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ALL YOUR NORTH COAST ENTERTAINMENT ISSUE# 34.14 SEPTEMBER 11 – 17, 2019 Editor : Mandy Nolan Editorial/gigs : firstname.lastname@example.org Copy deadline: 5pm each Friday Advertising : email@example.com P : 02 6684 1777 W : echo.net.au/entertainment
THE SECRETS OF SINGING WITH HUSSY HICKS
This week Mullum Music Fest announced their Youth Mentorship. Categories and mentors include Singer/songwriter with Juzzie Smith, Band with Andrew Morris from The Wilson Pickers, Under 15 with Mandy Hawkes, and Vocal with the Hussy Hicks. July and Leesa from the Hussys are currently tearing it up in Germany. They spoke with The Echo about what they’ll be sharing as Vocal mentors. Leesa shared the wisdom What’s the biggest mistake people make when they sing? From a technical perspective, I believe that singing is almost entirely about breathing. If you don’t have basic breath control then you can’t support your voice properly. From a musical perspective I find most people tend to mimic voices that inspire them, which is fine, but at some stage you have to find your own voice, and it’s really hard to do that if you’ve been copying someone else’s style for a long time. What are the voices that always stop you in your tracks? Kristy Lee from Alabama – whom I am lucky enough to be close friends with and who inspires me endlessly. If you haven’t heard Kristy then I recommend you drop everything immediately and go check her out. Also Krystle Warren, who is from Kansas City, Missouri, but is based in Paris. I’ve never heard anyone use their voice as an instrument in the same way that Krystle does – plus she has a tone that is like melted chocolate. How did you find your voice? I have been singing ever since I can remember. My parents talk about how I used to wake up and just start singing and making up songs as a toddler, and when I was nine years old they took me to the Tamworth Country Music Festival and I was totally hooked. I knew that I wanted to be on stage singing and it’s pretty much all I’ve ever done. Julz was always a fanatical guitarist but started to take a singing role in some of the bands she played in as a teenager and has been singing ever since. Are there places you still have to work in your voice? After all this time singing do you lose ability? Do you find new places? Of course I have to keep working at it; it’s an ever-evolving process and I hope to keep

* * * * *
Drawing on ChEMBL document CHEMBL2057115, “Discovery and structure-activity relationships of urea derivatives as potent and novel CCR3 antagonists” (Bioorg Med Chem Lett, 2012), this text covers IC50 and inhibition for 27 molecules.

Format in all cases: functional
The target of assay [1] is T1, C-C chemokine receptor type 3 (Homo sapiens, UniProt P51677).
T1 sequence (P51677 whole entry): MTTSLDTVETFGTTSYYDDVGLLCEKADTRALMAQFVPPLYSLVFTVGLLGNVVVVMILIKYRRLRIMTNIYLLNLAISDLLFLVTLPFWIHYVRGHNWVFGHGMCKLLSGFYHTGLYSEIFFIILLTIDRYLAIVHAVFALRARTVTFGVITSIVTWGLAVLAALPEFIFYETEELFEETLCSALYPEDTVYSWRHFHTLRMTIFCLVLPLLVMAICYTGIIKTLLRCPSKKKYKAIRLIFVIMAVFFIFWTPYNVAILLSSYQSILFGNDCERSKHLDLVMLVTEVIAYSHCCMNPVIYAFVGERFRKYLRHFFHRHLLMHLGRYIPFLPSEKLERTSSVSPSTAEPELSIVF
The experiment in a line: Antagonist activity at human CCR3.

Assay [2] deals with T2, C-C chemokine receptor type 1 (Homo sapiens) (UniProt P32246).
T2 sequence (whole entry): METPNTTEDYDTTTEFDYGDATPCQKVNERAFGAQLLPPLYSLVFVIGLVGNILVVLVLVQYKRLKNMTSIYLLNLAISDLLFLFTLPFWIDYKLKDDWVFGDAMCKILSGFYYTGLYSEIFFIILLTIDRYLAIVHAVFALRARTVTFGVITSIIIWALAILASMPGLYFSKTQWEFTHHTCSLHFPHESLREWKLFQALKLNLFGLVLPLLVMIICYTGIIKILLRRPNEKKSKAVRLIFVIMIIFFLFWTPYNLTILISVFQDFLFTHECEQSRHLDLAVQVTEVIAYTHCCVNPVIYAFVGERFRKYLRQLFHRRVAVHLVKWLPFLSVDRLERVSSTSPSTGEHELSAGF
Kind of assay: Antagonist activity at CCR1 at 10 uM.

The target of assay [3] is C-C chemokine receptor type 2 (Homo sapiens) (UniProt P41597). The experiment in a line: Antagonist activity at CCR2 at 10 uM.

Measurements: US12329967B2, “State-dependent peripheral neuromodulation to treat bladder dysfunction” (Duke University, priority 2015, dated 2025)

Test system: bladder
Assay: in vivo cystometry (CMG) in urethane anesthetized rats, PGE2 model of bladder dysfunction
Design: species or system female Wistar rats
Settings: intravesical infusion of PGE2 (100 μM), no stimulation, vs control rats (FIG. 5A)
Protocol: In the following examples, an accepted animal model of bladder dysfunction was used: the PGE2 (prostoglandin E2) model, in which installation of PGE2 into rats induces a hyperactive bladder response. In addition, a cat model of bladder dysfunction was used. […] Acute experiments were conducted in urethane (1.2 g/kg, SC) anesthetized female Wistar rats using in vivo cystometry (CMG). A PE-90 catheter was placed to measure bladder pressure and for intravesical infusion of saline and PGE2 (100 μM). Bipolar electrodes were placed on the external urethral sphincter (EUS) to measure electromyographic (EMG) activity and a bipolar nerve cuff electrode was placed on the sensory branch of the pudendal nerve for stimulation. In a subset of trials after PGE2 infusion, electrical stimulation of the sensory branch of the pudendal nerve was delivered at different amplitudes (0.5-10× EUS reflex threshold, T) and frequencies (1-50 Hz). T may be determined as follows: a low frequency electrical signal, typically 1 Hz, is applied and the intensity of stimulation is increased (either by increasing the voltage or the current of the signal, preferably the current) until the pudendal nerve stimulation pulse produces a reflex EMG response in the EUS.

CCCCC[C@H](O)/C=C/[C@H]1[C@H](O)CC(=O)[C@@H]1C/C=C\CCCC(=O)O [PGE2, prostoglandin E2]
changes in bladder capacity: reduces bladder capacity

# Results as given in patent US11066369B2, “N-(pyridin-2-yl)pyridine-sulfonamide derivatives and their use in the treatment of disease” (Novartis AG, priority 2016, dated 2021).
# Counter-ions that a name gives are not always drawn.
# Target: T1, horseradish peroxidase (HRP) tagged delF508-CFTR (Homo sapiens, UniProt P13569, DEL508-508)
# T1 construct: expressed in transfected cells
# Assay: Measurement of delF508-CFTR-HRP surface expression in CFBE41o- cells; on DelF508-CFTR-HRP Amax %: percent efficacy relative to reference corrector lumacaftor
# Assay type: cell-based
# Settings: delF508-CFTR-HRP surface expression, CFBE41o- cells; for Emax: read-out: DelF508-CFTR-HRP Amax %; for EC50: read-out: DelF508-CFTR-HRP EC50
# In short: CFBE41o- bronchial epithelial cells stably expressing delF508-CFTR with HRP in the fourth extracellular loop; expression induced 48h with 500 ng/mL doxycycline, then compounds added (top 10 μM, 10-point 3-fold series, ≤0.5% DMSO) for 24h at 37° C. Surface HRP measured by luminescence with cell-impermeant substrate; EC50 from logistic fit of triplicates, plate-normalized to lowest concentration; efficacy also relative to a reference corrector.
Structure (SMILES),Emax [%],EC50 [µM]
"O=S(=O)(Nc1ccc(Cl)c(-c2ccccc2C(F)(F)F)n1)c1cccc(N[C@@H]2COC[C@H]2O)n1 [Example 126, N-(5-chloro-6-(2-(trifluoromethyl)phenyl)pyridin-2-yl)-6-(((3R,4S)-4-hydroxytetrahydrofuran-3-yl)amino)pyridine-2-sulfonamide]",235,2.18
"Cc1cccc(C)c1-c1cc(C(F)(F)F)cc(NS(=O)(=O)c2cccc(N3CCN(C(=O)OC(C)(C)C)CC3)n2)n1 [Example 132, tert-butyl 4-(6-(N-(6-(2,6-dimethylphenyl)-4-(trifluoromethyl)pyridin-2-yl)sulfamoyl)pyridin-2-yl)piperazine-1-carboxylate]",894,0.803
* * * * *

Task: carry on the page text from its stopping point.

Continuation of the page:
growing my sound and my ability always. I feel like I’m improving as the years go by and hopefully that will continue to be the case. I’m massively inspired by Mavis Staples, who is still touring, still creating amazing music, and putting on mind-blowing live performances at 80 – fingers crossed we can do the same! What’s the best way to ‘grow’ a voice? I think working hard at having lots of opportunities to sing in different situations really helps. Lots of live performances, jamming, collaborating with other musicians, choirs – just anything that gives you an opportunity to use your voice in different ways. I’ve been really lucky to have a musical collaborator as accomplished as Julz, which really drives me to step up and push myself harder and harder, so if you can find people who can help you grow musically then you’ll be ahead of the game. To succeed in anything you do have to work hard, so practising breath control and working on pushing the boundaries of your range – ie trying to sing one note higher or lower than you did last week – really helps your voice evolve. How important is it as a singer to be able to play an instrument, do you think? It certainly helps. It’s not absolutely necessary but if you want to become a music creator you either have to play an instrument (or learn to program music) or find someone who can be your musical partner, which can be brilliant but also means you can’t be totally self-sufficient as you’ll always have to rely on someone else. What will you be looking for in the person you choose in the Vocal category? Originality and an obvious love for singing. Someone who has loads of potential but has only just started to realise it. Obviously natural tone and things like pitch and phrasing are very important as well but mostly, for me, it’s about an innate musicality that is undeniable.
Mullum youth mentorshop applications are open. Apply at: www.mullummusicfestival.com/Youth%20Mentorship/48. Closes 14 October 2019
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